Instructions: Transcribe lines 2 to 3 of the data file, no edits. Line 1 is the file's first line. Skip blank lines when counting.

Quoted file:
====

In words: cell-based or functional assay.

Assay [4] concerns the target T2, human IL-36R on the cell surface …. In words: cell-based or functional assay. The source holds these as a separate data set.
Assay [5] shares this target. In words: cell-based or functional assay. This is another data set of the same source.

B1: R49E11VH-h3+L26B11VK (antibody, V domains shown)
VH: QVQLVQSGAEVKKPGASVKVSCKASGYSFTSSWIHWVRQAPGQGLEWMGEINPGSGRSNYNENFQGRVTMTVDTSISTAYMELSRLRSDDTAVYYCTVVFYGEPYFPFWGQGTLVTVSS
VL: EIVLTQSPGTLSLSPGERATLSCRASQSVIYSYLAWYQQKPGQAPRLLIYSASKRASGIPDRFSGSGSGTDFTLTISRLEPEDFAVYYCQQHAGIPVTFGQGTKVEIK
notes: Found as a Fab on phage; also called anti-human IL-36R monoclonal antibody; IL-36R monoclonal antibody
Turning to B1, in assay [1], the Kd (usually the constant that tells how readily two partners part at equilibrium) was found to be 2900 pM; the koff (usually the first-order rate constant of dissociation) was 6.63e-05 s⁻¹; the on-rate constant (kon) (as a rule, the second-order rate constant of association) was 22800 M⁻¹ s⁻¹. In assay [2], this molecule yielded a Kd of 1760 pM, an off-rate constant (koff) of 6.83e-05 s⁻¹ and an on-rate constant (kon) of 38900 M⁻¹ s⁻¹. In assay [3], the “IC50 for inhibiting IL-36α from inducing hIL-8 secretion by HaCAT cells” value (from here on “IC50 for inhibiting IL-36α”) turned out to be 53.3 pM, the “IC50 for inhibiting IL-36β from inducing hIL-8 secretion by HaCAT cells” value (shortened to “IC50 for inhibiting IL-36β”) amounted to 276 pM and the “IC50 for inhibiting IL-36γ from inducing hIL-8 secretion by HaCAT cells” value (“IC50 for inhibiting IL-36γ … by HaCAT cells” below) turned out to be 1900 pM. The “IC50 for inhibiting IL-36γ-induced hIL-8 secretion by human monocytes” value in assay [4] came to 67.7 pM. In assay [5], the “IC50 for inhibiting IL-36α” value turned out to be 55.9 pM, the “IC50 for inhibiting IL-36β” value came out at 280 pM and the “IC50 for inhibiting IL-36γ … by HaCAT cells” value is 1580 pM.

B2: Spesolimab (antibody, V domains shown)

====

Assay [4] concerns the target T2, human IL-36R on the cell surface …. In words: cell-based or functional assay. The source holds these as a separate data set.
Assay [5] shares this target. In words: cell-based or functional assay. This is another data set of the same source.